One morning we went down to the Kahalu’u beach park. Vivian and Evan joined a couple of other kids for a surf lesson. Jo and I walked to the back of the white and blue painted wooden toy-like St. Peter’s Catholic Church and sat on the stone wall and watched them attempt to stand on their boards and ride the surf. They managed enough to give them a head start the next time they try again. Then I snorkeled the bay and it was amazing. It is much shallower than Kealakekua bay at Manini beach or Honaunau bay at Two Step beach but the sea life was very good. The corals are mostly bleached but a few seem to be making a comeback. The park has stewards who help people learn not to step on the bottom and to use a less poisonous sun screen, so may be things will get better.

We also spent some time at Hapuna Beach. Jo got us a room at the fancy hotel there for one night, and we drove up and use the public beach access another time. We love this beach. Evan had a diaper blowout on this beach 11 years ago while Jen fell asleep after a few drinks. One morning at sunrise Evan and I raced on the beach. Evan gave me a 30 m head start and then sailed past me in another 50 m. We measured his stride in the sand – it is longer than he is tall. So now both my kids can officially outrun me.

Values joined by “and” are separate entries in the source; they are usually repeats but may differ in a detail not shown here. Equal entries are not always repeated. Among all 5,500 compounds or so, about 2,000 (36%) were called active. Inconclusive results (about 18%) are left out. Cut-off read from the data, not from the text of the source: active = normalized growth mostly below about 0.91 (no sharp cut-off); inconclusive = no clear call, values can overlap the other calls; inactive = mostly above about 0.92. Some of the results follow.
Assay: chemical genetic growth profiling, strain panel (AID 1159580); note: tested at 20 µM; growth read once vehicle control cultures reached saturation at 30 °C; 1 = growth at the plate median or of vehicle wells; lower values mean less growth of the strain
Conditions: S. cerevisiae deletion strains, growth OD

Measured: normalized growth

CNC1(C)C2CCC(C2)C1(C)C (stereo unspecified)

Remember I said I got zero weeks off for spring break. My team was very accommodating. There was a lot to get done, and I got on Zoom for the first meeting at 8:30am in Austin – which was 3:30am in Hawaii. By breakfast time in Hawaii when the rest of the family was stirring, I had usually finished a very productive five to six hour workday. Often I caught a nap in the afternoon, and if not, there was good coffee to be had. On the whole, this was an amazing vacation and a busy work week. I really did get the best of both.